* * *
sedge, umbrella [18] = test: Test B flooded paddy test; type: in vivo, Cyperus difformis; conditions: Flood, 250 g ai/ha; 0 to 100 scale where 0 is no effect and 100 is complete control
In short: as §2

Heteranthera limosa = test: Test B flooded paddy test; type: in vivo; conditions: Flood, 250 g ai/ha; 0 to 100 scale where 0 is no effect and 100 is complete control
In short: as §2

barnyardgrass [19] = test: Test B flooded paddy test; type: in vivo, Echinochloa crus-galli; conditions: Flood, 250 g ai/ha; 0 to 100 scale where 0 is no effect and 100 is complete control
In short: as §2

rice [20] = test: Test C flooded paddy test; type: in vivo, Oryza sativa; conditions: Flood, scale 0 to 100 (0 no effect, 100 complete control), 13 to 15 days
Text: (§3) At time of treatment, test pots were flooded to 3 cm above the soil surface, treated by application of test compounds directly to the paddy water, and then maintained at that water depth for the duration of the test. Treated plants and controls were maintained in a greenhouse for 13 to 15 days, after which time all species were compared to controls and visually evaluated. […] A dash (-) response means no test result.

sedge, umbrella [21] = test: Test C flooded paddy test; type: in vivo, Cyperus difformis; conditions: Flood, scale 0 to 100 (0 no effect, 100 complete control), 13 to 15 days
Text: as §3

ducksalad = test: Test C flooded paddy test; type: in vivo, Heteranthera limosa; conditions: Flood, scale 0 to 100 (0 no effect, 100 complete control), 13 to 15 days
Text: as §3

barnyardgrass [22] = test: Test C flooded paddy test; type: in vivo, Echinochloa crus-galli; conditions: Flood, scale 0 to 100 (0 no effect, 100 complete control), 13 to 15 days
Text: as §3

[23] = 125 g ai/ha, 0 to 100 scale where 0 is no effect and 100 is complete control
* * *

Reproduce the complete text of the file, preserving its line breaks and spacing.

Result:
sedge, umbrella [18] = test: Test B flooded paddy test; type: in vivo, Cyperus difformis; conditions: Flood, 250 g ai/ha; 0 to 100 scale where 0 is no effect and 100 is complete control
In short: as §2

Heteranthera limosa = test: Test B flooded paddy test; type: in vivo; conditions: Flood, 250 g ai/ha; 0 to 100 scale where 0 is no effect and 100 is complete control
In short: as §2

barnyardgrass [19] = test: Test B flooded paddy test; type: in vivo, Echinochloa crus-galli; conditions: Flood, 250 g ai/ha; 0 to 100 scale where 0 is no effect and 100 is complete control
In short: as §2

rice [20] = test: Test C flooded paddy test; type: in vivo, Oryza sativa; conditions: Flood, scale 0 to 100 (0 no effect, 100 complete control), 13 to 15 days
Text: (§3) At time of treatment, test pots were flooded to 3 cm above the soil surface, treated by application of test compounds directly to the paddy water, and then maintained at that water depth for the duration of the test. Treated plants and controls were maintained in a greenhouse for 13 to 15 days, after which time all species were compared to controls and visually evaluated. […] A dash (-) response means no test result.

sedge, umbrella [21] = test: Test C flooded paddy test; type: in vivo, Cyperus difformis; conditions: Flood, scale 0 to 100 (0 no effect, 100 complete control), 13 to 15 days
Text: as §3

ducksalad = test: Test C flooded paddy test; type: in vivo, Heteranthera limosa; conditions: Flood, scale 0 to 100 (0 no effect, 100 complete control), 13 to 15 days
Text: as §3

barnyardgrass [22] = test: Test C flooded paddy test; type: in vivo, Echinochloa crus-galli; conditions: Flood, scale 0 to 100 (0 no effect, 100 complete control), 13 to 15 days
Text: as §3

[23] = 125 g ai/ha, 0 to 100 scale where 0 is no effect and 100 is complete control